For what it's worth, Bishop seemed to be captivated by the creature too. I'm aware it was to play on the "villain android" thing from the first film, but it's still interesting.
True. I think that there is an underlying theme in these films that A.I. views the Alien without emotion, and therefore can appreciate its "purity" and "perfection". In a series where the human character's can be so flawed, why wouldn't an A.I. look at the Alien's nature as refreshingly honest? The fact that David, Ash, and Bishop all admire the Xenomorph is testament to that fact that this something that is valued by all A.I.
Yes, I realize that Call is the exception. But she was programmed by other A.I.'s to value human life to the extreme.
Call is also an interesting piece of the puzzle in that, in a sense, she of of the same "generation" as the Alien itself - one step removed from human-built androids as that previous generation's creation. As an "auton," it seems as though she was created with, not so subtly, more autonomy in her actions, something that the majority of human-built androids never totally had given the restrictions of their programming, and something that David strived for so much as he set out to actually create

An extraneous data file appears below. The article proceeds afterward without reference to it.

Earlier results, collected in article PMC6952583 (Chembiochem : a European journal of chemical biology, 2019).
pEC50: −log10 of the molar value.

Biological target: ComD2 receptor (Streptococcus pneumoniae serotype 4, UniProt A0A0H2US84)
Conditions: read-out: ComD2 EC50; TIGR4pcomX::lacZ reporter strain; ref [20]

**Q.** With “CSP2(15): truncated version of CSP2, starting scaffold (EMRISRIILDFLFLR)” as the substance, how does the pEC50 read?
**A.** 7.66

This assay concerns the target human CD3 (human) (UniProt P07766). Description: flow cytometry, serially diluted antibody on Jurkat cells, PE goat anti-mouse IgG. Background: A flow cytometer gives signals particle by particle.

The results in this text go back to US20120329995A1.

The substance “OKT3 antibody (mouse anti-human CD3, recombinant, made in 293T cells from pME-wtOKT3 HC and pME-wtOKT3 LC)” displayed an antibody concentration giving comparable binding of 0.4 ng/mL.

new life. And given such autonomy, Call (and, perhaps, others of her generation?) is able to look back on the failures of the previous generation (that failure being the Alien - even though she most likely has no actual idea that David, or even an android in general, created them, she is still setting out in Resurrection
to right the wrongs brought on by the generation that came before her, which is a cycle that does seem to repeat through history). What David and other previous androids saw as beautiful, Call is, in turn, repulsed by.